Needless to say, Peter was in the position of making some people redundant to achieve the goals of the organisation. I asked how he coped with these difficult decisions, and his reply interested me. He said that some people, particularly long-standing employees, actually flourish after redundancy having been liberated by a decision taken by someone else. I’m sure the redundancy package helped some way with this, but if the process is managed kindly and generously without bitterness it can be unexpectedly positive. In the end that person no longer fits the ‘journey’ the organisation is set to take and so Peter does not lose sleep over this type of decision, as long as the right preparation has been made in delivering the overall plan. He felt it’s rare for a company to succeed with unhappy staff, and I recently heard that your culture is illustrated in how your staff feel on a Sunday night before going into work the next day. I wonder how this ‘feeling’ could be captured and incorporated into a company vision. Peter mentioned that the staff engagement figures rose under his leadership, and there was more enthusiasm around fundraising for various charities.

We discussed the up and coming generation into the workplace and the perception by some senior leaders that all they need is a table tennis table and some hanging chairs. For myself, having worked in some companies where the culture really works and others where the culture really doesn’t, I’ve thought long about why this is. The conclusion I’ve come to under Coronavirus especially, is that culture sits with the people who are not involved in the strategy meetings. It’s in the lower tier in terms of hierarchy and the communication with this more junior level is critical for ensuring alignment in company ethos and direction. There is a theory that everyone is replaceable, and this is true except collectively. Everyone is not replaceable at the same time, so if there is a mass exodus within an organisation productivity would grind to a halt. Where I’ve seen this happen, it seemed to be caused by cultural fragmentation, lack of process, too much policy-based enforced change, and not enough listening. To introduce the perception and belief that your organisation is listening, one approach I have experienced was when a senior leader had an open and non-prepared Q&A session with anyone who chose to attend. He was asked many questions and replied honestly and with a level of detail that really impressed me, and left me with a feeling of reassurance that I could believe in the company direction.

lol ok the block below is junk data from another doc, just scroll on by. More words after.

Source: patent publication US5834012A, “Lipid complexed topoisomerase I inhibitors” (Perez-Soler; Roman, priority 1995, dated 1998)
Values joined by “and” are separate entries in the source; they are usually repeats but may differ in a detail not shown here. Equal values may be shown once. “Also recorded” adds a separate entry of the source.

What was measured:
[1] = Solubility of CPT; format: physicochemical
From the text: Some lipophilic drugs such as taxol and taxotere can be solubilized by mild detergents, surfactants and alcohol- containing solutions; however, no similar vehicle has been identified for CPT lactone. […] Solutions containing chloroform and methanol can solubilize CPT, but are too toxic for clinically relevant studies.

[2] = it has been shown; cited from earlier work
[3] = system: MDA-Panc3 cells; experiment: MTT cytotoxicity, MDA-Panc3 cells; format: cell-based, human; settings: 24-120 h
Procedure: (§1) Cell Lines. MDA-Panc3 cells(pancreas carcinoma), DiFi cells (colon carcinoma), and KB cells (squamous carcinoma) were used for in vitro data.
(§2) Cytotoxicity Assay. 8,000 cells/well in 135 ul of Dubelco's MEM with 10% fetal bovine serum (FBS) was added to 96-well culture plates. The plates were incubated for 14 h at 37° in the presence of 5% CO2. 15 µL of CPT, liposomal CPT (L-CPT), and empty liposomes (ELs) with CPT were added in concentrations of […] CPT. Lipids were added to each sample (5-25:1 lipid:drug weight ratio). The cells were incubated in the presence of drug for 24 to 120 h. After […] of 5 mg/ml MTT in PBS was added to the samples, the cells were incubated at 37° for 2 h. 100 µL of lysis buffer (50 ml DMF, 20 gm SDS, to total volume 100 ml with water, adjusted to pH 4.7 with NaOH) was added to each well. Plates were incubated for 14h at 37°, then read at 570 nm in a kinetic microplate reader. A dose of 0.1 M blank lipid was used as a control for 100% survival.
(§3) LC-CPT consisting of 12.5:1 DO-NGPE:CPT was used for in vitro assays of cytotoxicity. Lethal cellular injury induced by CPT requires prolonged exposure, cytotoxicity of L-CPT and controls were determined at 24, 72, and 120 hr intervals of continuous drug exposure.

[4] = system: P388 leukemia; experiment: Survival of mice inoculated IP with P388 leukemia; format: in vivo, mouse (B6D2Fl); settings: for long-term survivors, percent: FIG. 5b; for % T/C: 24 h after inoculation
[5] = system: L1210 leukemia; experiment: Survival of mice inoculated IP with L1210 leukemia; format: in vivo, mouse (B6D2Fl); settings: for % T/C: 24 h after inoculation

Moving on to retirement, Peter openly talked about the deliberate decision not to consult or have any part-time publishing roles. At first, he had no idea what that would mean for him but had previously met someone similar who started work for Plas y Brenin who have multiple centres for mountaineering, mountain biking, and open water swimming. They are iconic in mountain training, partly as local conditions for mountaineers are some of the most extreme. He became a Trustee in early 2020 and stood as Chair in recent months. Peter has not been up a mountain in his life, so was employed for his leadership skills not his mountaineering one! As a hospitality organisation, Covid hit them hard and they are now faced with a rebuild of their business with perfectly matched with his skills. Peter is having fun while also contributing to something entirely new. His love of music has played out in his choice to become a radio DJ, currently playing the golden oldies on Radio Dacorum a charity radio station. The charity helps people with transport to hospitals and meals on wheels for example, so a great entity to be involved with.

Thank you to Peter for your insights in leadership and managing your career. It was great to hear more on your life and career. I wish you all the best for the future.

Kind regards, Ruth